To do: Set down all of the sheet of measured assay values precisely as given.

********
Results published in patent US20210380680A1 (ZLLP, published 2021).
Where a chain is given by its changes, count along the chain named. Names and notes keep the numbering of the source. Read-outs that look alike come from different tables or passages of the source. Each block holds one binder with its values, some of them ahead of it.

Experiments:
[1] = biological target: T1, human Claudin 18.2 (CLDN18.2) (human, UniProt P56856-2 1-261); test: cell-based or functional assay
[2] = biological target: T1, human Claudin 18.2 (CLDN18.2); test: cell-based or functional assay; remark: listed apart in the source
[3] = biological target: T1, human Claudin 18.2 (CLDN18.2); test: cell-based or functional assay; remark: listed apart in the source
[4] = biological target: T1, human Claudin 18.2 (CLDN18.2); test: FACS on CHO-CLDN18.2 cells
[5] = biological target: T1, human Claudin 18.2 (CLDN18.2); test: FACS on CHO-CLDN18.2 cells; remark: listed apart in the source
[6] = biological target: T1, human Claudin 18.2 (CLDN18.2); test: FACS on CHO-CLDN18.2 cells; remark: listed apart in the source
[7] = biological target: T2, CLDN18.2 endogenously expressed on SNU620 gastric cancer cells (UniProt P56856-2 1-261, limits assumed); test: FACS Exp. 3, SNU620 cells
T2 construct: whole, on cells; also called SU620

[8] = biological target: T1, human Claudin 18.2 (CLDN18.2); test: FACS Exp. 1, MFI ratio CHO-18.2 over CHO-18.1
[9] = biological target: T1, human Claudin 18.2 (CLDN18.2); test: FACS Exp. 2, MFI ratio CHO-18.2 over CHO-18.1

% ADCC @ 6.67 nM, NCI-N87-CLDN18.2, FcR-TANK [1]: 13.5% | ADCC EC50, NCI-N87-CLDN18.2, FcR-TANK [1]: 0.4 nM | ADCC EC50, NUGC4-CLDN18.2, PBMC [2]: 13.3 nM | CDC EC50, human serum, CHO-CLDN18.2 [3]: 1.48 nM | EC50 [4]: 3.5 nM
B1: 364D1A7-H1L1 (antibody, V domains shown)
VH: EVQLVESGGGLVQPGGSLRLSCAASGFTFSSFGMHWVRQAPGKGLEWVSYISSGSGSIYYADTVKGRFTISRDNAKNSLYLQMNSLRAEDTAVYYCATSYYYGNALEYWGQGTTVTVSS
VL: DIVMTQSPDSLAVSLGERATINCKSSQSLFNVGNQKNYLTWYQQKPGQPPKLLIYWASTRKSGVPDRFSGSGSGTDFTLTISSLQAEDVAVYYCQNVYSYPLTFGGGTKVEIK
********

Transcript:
Results published in patent US20210380680A1 (ZLLP, published 2021).
Where a chain is given by its changes, count along the chain named. Names and notes keep the numbering of the source. Read-outs that look alike come from different tables or passages of the source. Each block holds one binder with its values, some of them ahead of it.

Experiments:
[1] = biological target: T1, human Claudin 18.2 (CLDN18.2) (human, UniProt P56856-2 1-261); test: cell-based or functional assay
[2] = biological target: T1, human Claudin 18.2 (CLDN18.2); test: cell-based or functional assay; remark: listed apart in the source
[3] = biological target: T1, human Claudin 18.2 (CLDN18.2); test: cell-based or functional assay; remark: listed apart in the source
[4] = biological target: T1, human Claudin 18.2 (CLDN18.2); test: FACS on CHO-CLDN18.2 cells
[5] = biological target: T1, human Claudin 18.2 (CLDN18.2); test: FACS on CHO-CLDN18.2 cells; remark: listed apart in the source
[6] = biological target: T1, human Claudin 18.2 (CLDN18.2); test: FACS on CHO-CLDN18.2 cells; remark: listed apart in the source
[7] = biological target: T2, CLDN18.2 endogenously expressed on SNU620 gastric cancer cells (UniProt P56856-2 1-261, limits assumed); test: FACS Exp. 3, SNU620 cells
T2 construct: whole, on cells; also called SU620

[8] = biological target: T1, human Claudin 18.2 (CLDN18.2); test: FACS Exp. 1, MFI ratio CHO-18.2 over CHO-18.1
[9] = biological target: T1, human Claudin 18.2 (CLDN18.2); test: FACS Exp. 2, MFI ratio CHO-18.2 over CHO-18.1

% ADCC @ 6.67 nM, NCI-N87-CLDN18.2, FcR-TANK [1]: 13.5% | ADCC EC50, NCI-N87-CLDN18.2, FcR-TANK [1]: 0.4 nM | ADCC EC50, NUGC4-CLDN18.2, PBMC [2]: 13.3 nM | CDC EC50, human serum, CHO-CLDN18.2 [3]: 1.48 nM | EC50 [4]: 3.5 nM
B1: 364D1A7-H1L1 (antibody, V domains shown)
VH: EVQLVESGGGLVQPGGSLRLSCAASGFTFSSFGMHWVRQAPGKGLEWVSYISSGSGSIYYADTVKGRFTISRDNAKNSLYLQMNSLRAEDTAVYYCATSYYYGNALEYWGQGTTVTVSS
VL: DIVMTQSPDSLAVSLGERATINCKSSQSLFNVGNQKNYLTWYQQKPGQPPKLLIYWASTRKSGVPDRFSGSGSGTDFTLTISSLQAEDVAVYYCQNVYSYPLTFGGGTKVEIK